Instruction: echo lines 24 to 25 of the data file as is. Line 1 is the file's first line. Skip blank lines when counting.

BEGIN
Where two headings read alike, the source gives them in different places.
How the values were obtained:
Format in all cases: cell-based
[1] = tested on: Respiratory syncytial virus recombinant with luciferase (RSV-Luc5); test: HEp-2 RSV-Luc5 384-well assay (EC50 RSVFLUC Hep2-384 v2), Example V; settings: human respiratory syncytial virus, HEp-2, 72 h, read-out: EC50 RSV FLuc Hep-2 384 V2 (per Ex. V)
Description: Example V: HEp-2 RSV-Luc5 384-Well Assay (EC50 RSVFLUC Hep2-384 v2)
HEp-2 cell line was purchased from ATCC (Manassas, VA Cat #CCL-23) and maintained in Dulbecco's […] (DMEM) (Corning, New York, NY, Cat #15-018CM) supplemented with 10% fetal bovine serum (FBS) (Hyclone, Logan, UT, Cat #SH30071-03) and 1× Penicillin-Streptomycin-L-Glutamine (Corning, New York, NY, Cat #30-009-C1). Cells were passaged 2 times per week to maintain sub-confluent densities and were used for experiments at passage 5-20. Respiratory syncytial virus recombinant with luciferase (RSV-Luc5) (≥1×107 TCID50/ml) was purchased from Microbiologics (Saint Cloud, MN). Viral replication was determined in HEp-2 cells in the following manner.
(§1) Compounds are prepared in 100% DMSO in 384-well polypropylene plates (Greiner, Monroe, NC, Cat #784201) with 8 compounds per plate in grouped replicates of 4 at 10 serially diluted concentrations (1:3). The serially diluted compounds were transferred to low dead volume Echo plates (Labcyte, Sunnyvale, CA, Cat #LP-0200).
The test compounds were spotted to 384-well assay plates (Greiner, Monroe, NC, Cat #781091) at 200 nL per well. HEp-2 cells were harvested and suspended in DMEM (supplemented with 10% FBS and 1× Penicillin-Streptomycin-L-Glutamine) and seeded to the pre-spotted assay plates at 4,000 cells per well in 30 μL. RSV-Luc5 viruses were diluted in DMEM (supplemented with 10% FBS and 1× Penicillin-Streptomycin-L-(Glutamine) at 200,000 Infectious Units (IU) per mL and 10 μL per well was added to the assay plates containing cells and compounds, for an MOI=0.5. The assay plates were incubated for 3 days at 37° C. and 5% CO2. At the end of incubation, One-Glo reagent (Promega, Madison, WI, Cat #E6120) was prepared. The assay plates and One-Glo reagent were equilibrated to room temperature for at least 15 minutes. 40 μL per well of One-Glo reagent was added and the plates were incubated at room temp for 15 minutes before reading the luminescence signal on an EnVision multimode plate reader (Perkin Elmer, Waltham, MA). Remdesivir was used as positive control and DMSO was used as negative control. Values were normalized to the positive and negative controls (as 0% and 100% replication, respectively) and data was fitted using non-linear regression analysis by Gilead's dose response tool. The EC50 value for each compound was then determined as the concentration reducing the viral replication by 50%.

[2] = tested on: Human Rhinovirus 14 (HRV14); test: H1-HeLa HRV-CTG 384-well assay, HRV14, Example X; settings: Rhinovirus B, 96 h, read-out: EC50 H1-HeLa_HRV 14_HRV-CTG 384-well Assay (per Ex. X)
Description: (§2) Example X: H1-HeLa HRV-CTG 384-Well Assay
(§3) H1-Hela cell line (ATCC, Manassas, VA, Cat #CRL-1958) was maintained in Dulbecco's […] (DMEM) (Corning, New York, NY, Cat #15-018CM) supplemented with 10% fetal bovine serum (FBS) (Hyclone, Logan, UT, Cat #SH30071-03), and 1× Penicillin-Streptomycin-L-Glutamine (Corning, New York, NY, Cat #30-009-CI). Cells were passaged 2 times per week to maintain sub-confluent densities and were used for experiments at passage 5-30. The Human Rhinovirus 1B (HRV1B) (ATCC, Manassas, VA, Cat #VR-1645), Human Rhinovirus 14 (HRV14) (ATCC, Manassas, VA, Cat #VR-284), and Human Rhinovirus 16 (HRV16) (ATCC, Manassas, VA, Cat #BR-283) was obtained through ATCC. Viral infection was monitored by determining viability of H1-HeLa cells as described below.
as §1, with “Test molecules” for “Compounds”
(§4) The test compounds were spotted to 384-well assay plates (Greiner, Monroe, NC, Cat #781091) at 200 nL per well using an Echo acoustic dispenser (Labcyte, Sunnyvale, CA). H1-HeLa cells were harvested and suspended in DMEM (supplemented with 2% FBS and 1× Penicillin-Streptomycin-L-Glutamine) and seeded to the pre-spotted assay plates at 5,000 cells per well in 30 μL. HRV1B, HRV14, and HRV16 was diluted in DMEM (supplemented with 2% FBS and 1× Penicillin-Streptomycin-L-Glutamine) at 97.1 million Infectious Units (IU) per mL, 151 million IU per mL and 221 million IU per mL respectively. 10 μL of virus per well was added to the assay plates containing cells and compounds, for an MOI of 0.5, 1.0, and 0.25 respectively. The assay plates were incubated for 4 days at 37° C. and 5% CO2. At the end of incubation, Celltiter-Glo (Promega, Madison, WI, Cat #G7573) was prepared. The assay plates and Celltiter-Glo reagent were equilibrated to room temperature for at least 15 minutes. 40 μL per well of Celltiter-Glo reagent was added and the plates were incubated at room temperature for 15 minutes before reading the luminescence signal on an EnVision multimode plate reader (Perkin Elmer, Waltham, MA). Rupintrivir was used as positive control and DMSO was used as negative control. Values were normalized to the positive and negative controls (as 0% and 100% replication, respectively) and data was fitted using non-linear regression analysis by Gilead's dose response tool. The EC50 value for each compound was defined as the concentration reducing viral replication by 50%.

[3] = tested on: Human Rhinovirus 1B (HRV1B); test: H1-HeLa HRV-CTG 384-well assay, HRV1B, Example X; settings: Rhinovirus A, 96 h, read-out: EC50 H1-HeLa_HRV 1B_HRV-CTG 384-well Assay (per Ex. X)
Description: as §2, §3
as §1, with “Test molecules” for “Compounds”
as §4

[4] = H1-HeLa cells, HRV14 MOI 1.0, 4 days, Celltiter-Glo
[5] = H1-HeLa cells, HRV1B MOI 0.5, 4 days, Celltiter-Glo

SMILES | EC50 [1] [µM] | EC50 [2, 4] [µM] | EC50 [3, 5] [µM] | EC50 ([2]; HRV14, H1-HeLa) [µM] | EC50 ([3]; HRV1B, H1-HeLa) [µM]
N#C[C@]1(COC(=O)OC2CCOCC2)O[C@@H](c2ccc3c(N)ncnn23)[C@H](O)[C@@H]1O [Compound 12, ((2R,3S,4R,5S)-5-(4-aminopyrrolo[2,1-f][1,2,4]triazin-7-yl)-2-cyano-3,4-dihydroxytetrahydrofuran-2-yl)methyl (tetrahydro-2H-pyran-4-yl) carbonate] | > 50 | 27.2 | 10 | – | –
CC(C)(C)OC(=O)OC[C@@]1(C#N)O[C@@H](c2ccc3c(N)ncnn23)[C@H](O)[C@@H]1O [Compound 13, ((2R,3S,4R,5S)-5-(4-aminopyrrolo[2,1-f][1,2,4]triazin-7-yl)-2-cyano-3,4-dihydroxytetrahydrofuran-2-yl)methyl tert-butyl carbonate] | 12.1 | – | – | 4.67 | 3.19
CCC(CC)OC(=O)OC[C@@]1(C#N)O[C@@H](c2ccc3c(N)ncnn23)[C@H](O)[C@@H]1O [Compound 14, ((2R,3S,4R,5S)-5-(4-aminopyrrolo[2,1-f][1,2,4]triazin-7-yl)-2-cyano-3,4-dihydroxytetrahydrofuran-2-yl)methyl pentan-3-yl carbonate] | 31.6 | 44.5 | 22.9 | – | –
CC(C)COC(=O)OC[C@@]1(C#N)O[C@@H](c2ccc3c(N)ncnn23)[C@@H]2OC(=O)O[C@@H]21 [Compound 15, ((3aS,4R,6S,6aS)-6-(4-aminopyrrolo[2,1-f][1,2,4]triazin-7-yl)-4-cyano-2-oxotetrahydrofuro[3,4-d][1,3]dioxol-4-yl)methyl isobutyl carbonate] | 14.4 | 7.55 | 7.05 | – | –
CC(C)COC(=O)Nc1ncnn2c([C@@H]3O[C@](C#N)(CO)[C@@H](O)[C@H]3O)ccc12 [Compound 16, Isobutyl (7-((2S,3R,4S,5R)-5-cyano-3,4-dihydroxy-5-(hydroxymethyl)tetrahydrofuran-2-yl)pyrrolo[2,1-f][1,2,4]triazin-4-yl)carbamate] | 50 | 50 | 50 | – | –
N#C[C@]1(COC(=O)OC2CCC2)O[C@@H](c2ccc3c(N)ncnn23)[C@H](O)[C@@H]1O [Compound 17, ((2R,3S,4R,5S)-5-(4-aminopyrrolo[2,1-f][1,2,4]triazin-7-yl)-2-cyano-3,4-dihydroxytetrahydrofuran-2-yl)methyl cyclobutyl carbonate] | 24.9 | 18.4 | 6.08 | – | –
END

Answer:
CC(C)COC(=O)OC[C@@]1(C#N)O[C@@H](c2ccc3c(N)ncnn23)[C@@H]2OC(=O)O[C@@H]21 [Compound 15, ((3aS,4R,6S,6aS)-6-(4-aminopyrrolo[2,1-f][1,2,4]triazin-7-yl)-4-cyano-2-oxotetrahydrofuro[3,4-d][1,3]dioxol-4-yl)methyl isobutyl carbonate] | 14.4 | 7.55 | 7.05 | – | –
CC(C)COC(=O)Nc1ncnn2c([C@@H]3O[C@](C#N)(CO)[C@@H](O)[C@H]3O)ccc12 [Compound 16, Isobutyl (7-((2S,3R,4S,5R)-5-cyano-3,4-dihydroxy-5-(hydroxymethyl)tetrahydrofuran-2-yl)pyrrolo[2,1-f][1,2,4]triazin-4-yl)carbamate] | 50 | 50 | 50 | – | –